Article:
Date: 2001-03-07 14:56:59
--- In boost_at_y..., Beman Dawes <bdawes_at_a...> wrote:
> At 12:09 PM 3/7/2001 +0000, tom.widmer_at_c... wrote:
> >What we need if for some people to form a new standards body to come
> >up with a new standard for, say, a C++ binding of POSIX,
> Standards bodies standardize existing practice. They are not suited for
> doing things like figuring out a C++ binding for POSIX.
True. That's what boost is for! Or is that what, e.g., AT&T is for? :)
> > that is
> >easily ported to any platform that supports a C POSIX binding and a
> >ISO compliant C++ compiler. Ideally, a Win32 port would be possible.
> >All the realtime POSIX extensions would be designed in from the
> >start, though not required (especially since I use a realtime OS :)
> >Perhaps this what a group of the boost people could be doing, rather
> >than working relatively independently on a hotch potch of reasonably
> >portable libraries?
> Well, why don't you make a proposal?
haha, but I see your point.
> What is needed is leadership and high-level design skills. Just how do you
> take low-level C functions and turn them into C++ classes? The approach
> has to be generic enough that you can explain it to others on your
> team. The results don't have to be perfect, but should look like C++
> rather than C.
This is exactly what I'm suggesting (and no doubt others have - I don't read many boost posts) - in the boost group we have many of the top C++ gurus, and presumably a fair amount of POSIX knowledge (anyone on the POSIX standards committee?).
But I am realising that this problem is very, very difficult, so these various independent forays into different regions of POSIX/OS dependent components are perhaps a vital precursor to anyone being able to make the proposal that you are talking about. The top level of the design relies on what is possible and practical at the bottom and, more importantly, what is *known* to be possible and practical at the bottom.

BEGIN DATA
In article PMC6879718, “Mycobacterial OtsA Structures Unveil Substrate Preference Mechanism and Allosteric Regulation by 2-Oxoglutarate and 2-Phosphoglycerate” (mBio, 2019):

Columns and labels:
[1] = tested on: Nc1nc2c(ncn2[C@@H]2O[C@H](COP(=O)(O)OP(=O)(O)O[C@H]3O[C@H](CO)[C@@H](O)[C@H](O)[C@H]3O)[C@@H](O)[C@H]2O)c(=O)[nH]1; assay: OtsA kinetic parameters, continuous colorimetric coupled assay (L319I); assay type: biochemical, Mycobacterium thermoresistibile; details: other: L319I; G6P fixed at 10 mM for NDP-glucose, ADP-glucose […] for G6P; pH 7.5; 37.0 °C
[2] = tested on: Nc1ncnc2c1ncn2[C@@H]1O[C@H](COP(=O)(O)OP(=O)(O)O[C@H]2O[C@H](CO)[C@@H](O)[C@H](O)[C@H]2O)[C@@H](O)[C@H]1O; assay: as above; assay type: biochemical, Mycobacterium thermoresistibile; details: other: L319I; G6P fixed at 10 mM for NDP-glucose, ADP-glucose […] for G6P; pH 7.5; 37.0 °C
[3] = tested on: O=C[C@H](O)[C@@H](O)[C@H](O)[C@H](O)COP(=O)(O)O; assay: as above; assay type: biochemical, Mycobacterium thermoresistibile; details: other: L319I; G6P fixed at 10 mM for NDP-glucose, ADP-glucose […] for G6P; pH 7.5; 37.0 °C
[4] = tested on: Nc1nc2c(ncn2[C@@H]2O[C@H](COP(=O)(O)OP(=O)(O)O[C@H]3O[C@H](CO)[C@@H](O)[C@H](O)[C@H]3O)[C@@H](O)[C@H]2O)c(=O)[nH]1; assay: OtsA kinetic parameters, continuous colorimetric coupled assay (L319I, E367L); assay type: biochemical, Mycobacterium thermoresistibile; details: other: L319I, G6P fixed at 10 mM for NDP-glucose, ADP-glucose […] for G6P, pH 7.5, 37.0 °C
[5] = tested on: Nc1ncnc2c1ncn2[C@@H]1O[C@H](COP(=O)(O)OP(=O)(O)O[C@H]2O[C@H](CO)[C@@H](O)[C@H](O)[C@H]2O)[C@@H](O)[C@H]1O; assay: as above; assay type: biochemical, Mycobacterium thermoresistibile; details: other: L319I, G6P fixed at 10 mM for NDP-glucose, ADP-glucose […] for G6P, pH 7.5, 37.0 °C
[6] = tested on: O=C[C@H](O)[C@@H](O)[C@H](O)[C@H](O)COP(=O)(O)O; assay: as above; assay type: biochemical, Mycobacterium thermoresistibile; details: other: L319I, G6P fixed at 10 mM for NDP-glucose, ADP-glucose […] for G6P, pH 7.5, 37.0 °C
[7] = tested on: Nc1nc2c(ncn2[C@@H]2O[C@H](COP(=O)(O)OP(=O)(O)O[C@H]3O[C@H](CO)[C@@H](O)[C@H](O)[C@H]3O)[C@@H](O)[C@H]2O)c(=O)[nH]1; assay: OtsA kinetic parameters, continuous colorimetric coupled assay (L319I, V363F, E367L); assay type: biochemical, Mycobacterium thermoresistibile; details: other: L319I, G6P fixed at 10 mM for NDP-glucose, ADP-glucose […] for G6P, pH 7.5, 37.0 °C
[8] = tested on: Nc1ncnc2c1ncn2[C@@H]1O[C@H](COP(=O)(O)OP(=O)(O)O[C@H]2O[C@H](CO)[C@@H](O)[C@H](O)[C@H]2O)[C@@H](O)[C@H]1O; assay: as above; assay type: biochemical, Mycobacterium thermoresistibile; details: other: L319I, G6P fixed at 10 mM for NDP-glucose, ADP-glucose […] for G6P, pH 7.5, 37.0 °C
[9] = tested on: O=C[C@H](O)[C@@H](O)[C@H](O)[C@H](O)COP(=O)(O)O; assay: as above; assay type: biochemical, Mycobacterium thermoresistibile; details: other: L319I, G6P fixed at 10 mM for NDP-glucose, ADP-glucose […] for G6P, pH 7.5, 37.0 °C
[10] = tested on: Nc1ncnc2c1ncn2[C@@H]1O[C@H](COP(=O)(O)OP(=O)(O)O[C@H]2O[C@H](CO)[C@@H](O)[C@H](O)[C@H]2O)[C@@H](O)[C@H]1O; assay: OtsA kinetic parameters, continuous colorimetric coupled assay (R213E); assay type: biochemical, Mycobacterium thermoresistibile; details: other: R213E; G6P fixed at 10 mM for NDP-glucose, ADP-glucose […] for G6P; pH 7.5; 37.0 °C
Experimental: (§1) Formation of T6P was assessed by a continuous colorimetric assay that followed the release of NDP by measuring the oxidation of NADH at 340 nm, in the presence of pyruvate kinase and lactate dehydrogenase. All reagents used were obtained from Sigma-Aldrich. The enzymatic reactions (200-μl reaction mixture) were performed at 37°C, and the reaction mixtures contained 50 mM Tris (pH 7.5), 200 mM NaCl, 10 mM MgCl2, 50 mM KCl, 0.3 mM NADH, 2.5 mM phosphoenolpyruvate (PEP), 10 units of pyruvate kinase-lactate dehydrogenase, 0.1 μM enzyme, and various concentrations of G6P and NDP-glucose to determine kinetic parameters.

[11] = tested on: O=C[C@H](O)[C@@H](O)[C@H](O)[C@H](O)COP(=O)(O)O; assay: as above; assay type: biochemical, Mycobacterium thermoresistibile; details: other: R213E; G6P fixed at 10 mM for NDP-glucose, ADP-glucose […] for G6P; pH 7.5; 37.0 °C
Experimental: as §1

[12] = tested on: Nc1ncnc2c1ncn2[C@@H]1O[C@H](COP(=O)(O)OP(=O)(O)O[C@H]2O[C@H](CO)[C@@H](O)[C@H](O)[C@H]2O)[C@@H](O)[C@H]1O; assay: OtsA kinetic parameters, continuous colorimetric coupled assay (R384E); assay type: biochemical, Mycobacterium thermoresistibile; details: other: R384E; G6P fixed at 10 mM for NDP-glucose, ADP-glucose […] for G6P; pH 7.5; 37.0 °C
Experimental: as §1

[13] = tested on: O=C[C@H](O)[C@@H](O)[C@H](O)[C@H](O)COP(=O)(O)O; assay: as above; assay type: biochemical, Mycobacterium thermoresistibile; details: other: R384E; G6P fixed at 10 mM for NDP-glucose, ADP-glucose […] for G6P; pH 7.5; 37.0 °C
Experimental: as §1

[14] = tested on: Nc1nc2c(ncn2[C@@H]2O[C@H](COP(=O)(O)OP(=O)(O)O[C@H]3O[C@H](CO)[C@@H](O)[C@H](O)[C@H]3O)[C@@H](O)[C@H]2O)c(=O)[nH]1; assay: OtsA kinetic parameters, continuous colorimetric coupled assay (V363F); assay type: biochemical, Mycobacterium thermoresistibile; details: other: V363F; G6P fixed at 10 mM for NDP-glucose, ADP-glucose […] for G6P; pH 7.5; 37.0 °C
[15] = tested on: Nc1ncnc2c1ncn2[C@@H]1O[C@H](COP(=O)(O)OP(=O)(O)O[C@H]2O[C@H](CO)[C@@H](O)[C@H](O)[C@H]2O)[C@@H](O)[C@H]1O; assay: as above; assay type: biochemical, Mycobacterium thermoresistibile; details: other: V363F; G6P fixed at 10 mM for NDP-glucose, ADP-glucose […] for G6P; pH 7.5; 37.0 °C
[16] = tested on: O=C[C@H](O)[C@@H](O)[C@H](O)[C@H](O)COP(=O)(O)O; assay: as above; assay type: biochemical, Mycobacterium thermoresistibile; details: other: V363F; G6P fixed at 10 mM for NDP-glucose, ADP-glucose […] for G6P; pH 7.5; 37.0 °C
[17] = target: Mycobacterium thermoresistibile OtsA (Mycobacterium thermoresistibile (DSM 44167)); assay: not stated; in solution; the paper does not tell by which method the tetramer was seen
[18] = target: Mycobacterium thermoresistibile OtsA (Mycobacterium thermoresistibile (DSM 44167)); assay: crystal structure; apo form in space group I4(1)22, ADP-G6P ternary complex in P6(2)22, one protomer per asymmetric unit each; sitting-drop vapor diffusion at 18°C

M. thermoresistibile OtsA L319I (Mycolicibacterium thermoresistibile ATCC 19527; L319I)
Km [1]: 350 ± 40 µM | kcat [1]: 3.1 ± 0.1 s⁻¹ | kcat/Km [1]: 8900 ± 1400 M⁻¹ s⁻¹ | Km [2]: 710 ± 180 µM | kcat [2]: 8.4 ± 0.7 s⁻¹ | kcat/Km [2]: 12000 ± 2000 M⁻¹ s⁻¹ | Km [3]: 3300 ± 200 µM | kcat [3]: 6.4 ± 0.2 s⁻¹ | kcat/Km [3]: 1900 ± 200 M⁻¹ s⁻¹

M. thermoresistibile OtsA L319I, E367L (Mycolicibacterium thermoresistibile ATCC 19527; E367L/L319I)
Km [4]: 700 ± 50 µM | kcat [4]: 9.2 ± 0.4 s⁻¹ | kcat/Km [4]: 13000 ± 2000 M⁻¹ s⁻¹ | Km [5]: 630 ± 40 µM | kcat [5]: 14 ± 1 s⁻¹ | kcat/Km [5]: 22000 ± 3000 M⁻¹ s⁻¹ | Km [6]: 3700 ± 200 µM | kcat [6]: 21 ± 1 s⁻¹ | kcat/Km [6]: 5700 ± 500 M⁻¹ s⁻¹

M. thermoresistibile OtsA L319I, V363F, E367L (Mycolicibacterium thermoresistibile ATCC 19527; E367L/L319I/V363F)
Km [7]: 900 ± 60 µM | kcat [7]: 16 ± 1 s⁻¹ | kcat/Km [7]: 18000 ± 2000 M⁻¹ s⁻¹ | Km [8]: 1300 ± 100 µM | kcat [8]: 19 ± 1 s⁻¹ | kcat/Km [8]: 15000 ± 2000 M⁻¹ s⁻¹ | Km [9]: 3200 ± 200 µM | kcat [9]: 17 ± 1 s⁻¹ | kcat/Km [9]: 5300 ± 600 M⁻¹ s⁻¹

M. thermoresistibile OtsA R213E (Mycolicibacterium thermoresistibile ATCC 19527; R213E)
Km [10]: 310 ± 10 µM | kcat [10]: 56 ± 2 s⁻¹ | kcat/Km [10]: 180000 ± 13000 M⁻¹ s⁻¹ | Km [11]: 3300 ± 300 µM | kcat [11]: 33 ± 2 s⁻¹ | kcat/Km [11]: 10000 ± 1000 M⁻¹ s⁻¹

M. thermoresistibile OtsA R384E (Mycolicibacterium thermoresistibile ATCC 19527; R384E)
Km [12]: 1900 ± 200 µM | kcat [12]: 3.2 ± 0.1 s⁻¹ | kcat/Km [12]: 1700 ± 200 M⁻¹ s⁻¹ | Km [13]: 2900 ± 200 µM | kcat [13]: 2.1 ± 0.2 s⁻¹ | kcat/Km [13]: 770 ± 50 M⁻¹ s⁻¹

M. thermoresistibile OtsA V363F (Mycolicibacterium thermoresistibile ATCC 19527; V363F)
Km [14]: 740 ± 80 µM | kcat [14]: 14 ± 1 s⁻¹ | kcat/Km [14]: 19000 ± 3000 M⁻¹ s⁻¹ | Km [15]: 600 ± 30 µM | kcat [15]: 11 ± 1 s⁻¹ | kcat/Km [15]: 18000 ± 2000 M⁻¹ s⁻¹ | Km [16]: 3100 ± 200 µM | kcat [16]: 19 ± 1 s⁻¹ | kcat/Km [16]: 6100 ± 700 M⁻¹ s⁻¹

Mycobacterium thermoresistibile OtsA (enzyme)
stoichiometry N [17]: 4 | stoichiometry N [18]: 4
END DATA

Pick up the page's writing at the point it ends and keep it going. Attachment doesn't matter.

It's just frustrating that this will take so long (every one's a volunteer anyway, so have limited time to give to boost). By the time all these separate libraries are complete some geniuses (and I mean uber-geniuses, e.g. BS/AK) could have designed the whole thing and farmed out the implementation, which might be half done (but hopefully not half-baked!). But I doubt anyone is clever enough to design a *good* POSIX binding right now, without this intermediate experimental step involving a number of peer reviewed approaches and designs - new idioms are still being discovered/created that would be helpful in the final design and implementation.
Some might say that the C++ standard came too soon, before the difference that advanced template meta-programming could have made to the STL was known (the STL was a last minute addition in any case), and before the excellent effect that certain minor language changes would have made (e.g. built in type_traits, and some kind of generic iterator into the members of a class to allow automatic serialisation).
But as you say:
"The results don't have to be perfect, but should look like C++
> rather than C."
Another problem is that the common tools/compilers are still not mature enough for the kind of code that some of the implementation might require.
Perhaps when the current wave of libraries is complete and the designs evaluated, some geniuses (as opposed to uber-geniuses) would like to make the proposal? By then we should be able to rely on reasonable template support from the major compilers (MSVC 8/gcc 3?).
I'll tail off my rambling now I think...
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